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They Flew Through the Air With the Greatest of Ease

Published: 3/22/2013

In this April 15, 1944 photo, members of the Flying Wallendas, famous high wire act with the Ringling Bros. and Barnum & Bailey Circus, perform their death-defying double pinwheel in Madison Square Garden in New York. From left are Herman, Henrietta, Helen and Karl Wallenda. (AP Photo)

April 1944: The Flying Wallendas, famous high wire act with the Ringling Bros. and Barnum & Bailey's Circus, perform their death-defying double pinwheel in Madison Square Garden in New York. From left: Herman, Henrietta, Helen and Karl Wallenda. (AP Photo)

Of all the daredevils throughout history, few have been as legendary as the world-renowned circus family, the Flying Wallendas.

For generations, the Wallendas have performed high-wire acts without a net, guided and inspired by patriarch Karl Wallenda. A circus performer from early childhood, he founded the troupe that would achieve world fame and break record after record. Some of those death-defying achievements belonged to Karl himself – as when he broke the world skywalk distance record by walking 1,800 feet on a high-wire at King's Island. Even when he didn't set a new standard on the high-wire for highest or longest, he dazzled and amazed, performing stunts like a midair headstand.

The Flying Wallendas' stunts were spectacular but not always successful – and sometimes they ended in tragedy. One such incident was 1962's Seven Chair Pyramid, a stunt the family had often performed that featured seven performers on the wire together in a three-layer pyramid. While high in the sky over the Shrine Circus in Detroit, one walker lost his footing and the pyramid collapsed. Several of the performers fell to the ground, and two were killed.

The Great Wallendas walk the high wire during their three-tier seven-person pyramid performance at the State Fair Coliseum in Detroit, Mich. During the performance the pyramid formation collapsed and the performers fell to the ground injuring performers Jana Schepp and Mario Wallenda, as well as killing performers Richard Faughnan and Dieter Schepp. Bottom row from left: Dieter Schepp, Mario Wallenda, Richard Faughnan and Gunther Wallenda. Second row from left: Karl Wallenda and Herman Wallenda. Sitting on chair is Jana Schepp. (AP Photo)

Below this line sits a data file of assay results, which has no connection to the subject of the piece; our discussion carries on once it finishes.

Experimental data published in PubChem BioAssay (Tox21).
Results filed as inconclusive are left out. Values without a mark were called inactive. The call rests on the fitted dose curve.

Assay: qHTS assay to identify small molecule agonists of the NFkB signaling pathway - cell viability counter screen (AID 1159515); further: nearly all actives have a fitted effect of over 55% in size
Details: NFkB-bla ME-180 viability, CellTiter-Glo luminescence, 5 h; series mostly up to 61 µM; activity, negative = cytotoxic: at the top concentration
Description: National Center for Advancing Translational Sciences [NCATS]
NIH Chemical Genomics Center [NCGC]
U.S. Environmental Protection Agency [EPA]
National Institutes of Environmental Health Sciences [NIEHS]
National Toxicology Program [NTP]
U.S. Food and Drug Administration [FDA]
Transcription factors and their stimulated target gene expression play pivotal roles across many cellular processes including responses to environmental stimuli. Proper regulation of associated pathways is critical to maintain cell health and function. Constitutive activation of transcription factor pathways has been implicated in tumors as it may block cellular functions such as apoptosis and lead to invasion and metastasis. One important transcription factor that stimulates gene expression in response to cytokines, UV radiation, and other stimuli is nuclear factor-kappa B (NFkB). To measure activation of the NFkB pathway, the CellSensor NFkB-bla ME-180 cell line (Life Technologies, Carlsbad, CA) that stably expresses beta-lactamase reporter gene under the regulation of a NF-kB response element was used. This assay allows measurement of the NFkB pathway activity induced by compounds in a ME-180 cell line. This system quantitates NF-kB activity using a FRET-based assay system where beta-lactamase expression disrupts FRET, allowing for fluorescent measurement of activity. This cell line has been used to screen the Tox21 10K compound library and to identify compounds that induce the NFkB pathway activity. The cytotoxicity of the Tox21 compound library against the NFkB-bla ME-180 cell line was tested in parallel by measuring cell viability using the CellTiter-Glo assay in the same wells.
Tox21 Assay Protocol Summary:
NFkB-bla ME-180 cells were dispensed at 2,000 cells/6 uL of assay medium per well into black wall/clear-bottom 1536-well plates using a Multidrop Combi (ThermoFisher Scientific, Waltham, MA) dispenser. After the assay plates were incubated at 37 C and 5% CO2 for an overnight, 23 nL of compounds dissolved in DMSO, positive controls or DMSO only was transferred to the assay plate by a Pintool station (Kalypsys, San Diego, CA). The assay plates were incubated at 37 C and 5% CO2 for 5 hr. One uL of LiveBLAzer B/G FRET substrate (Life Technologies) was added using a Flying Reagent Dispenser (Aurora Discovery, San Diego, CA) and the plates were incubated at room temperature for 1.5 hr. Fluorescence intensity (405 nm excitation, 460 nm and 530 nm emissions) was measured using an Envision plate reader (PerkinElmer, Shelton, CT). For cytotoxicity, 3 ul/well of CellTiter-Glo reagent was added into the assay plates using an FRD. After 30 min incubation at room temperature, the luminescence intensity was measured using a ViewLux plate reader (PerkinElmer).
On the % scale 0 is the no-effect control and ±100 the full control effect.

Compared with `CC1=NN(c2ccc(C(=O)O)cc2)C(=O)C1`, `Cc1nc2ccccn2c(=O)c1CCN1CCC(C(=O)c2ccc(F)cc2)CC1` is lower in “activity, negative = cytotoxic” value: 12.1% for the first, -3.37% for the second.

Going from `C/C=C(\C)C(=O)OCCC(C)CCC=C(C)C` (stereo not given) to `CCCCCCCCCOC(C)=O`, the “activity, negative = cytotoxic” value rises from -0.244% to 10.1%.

Jan. 30, 1962: The Great Wallendas walk the high wire during their three-tier seven-person pyramid performance at the State Fair Coliseum in Detroit, Mich. During the performance the pyramid formation collapsed and the performers fell to the ground injuring performers Jana Schepp and Mario Wallenda, as well as killing performers Richard Faughnan and Dieter Schepp. Bottom row from left: Dieter Schepp, Mario Wallenda, Richard Faughnan and Gunther Wallenda. Second row from left: Karl Wallenda and Herman Wallenda. Sitting on chair is Jana Schepp. (AP Photo)

Even while the Wallenda family mourned, the show went on. The pyramid was brought back to the act, along with other stunning feats. But death is always a risk for the tightrope walker. Karl Wallenda’s sister-in-law Rietta died in 1963, and son-in-law Chico Guzman in 1972. And then on March 22, 1978, Karl Wallenda flew for the last time. While walking a high-wire between the towers of the Condado Plaza Hotel in San Juan, Puerto Rico, the 73-year-old daredevil fell ten stories to his death.

Thirty-five years later, the Wallenda family act continues. Great-grandson Nik Wallenda, inspired by his famous forebear, recently completed the first ever high-wire walk across Niagara Falls. And as a group, the Flying Wallendas continue to perform around the world… seemingly with the greatest of ease.

Written by Linnea Crowther. Find her on Google+.

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